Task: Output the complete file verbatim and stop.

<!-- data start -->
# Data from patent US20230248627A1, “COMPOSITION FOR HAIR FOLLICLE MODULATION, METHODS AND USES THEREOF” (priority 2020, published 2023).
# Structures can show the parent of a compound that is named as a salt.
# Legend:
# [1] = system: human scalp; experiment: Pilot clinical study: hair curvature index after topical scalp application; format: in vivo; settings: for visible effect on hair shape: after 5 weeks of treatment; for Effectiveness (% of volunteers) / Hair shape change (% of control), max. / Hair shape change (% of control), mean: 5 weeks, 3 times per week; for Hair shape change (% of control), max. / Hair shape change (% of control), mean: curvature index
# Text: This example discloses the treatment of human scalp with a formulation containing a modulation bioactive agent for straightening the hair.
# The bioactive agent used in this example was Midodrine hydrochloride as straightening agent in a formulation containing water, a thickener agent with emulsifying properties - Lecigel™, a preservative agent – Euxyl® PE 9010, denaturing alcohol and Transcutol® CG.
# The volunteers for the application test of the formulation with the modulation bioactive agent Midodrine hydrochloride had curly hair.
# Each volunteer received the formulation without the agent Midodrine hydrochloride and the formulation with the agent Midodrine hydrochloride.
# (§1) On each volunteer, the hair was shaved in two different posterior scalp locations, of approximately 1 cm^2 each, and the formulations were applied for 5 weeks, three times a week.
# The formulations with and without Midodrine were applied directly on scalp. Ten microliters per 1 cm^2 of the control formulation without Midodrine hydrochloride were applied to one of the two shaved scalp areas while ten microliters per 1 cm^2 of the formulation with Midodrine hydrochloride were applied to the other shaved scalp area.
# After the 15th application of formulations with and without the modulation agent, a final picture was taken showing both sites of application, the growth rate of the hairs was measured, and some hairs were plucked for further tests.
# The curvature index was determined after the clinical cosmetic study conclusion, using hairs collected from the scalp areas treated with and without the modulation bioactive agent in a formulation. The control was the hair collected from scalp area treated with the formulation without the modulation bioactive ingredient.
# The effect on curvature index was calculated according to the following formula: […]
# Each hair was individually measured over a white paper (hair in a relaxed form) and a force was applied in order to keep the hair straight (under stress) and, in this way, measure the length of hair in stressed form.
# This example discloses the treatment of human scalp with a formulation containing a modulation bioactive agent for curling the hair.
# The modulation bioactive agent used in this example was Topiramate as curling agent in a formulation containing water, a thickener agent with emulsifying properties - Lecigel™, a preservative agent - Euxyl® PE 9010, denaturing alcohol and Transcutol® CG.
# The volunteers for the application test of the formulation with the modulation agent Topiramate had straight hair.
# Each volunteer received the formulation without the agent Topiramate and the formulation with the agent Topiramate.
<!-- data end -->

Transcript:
# Data from patent US20230248627A1, “COMPOSITION FOR HAIR FOLLICLE MODULATION, METHODS AND USES THEREOF” (priority 2020, published 2023).
# Structures can show the parent of a compound that is named as a salt.
# Legend:
# [1] = system: human scalp; experiment: Pilot clinical study: hair curvature index after topical scalp application; format: in vivo; settings: for visible effect on hair shape: after 5 weeks of treatment; for Effectiveness (% of volunteers) / Hair shape change (% of control), max. / Hair shape change (% of control), mean: 5 weeks, 3 times per week; for Hair shape change (% of control), max. / Hair shape change (% of control), mean: curvature index
# Text: This example discloses the treatment of human scalp with a formulation containing a modulation bioactive agent for straightening the hair.
# The bioactive agent used in this example was Midodrine hydrochloride as straightening agent in a formulation containing water, a thickener agent with emulsifying properties - Lecigel™, a preservative agent – Euxyl® PE 9010, denaturing alcohol and Transcutol® CG.
# The volunteers for the application test of the formulation with the modulation bioactive agent Midodrine hydrochloride had curly hair.
# Each volunteer received the formulation without the agent Midodrine hydrochloride and the formulation with the agent Midodrine hydrochloride.
# (§1) On each volunteer, the hair was shaved in two different posterior scalp locations, of approximately 1 cm^2 each, and the formulations were applied for 5 weeks, three times a week.
# The formulations with and without Midodrine were applied directly on scalp. Ten microliters per 1 cm^2 of the control formulation without Midodrine hydrochloride were applied to one of the two shaved scalp areas while ten microliters per 1 cm^2 of the formulation with Midodrine hydrochloride were applied to the other shaved scalp area.
# After the 15th application of formulations with and without the modulation agent, a final picture was taken showing both sites of application, the growth rate of the hairs was measured, and some hairs were plucked for further tests.
# The curvature index was determined after the clinical cosmetic study conclusion, using hairs collected from the scalp areas treated with and without the modulation bioactive agent in a formulation. The control was the hair collected from scalp area treated with the formulation without the modulation bioactive ingredient.
# The effect on curvature index was calculated according to the following formula: […]
# Each hair was individually measured over a white paper (hair in a relaxed form) and a force was applied in order to keep the hair straight (under stress) and, in this way, measure the length of hair in stressed form.
# This example discloses the treatment of human scalp with a formulation containing a modulation bioactive agent for curling the hair.
# The modulation bioactive agent used in this example was Topiramate as curling agent in a formulation containing water, a thickener agent with emulsifying properties - Lecigel™, a preservative agent - Euxyl® PE 9010, denaturing alcohol and Transcutol® CG.
# The volunteers for the application test of the formulation with the modulation agent Topiramate had straight hair.
# Each volunteer received the formulation without the agent Topiramate and the formulation with the agent Topiramate.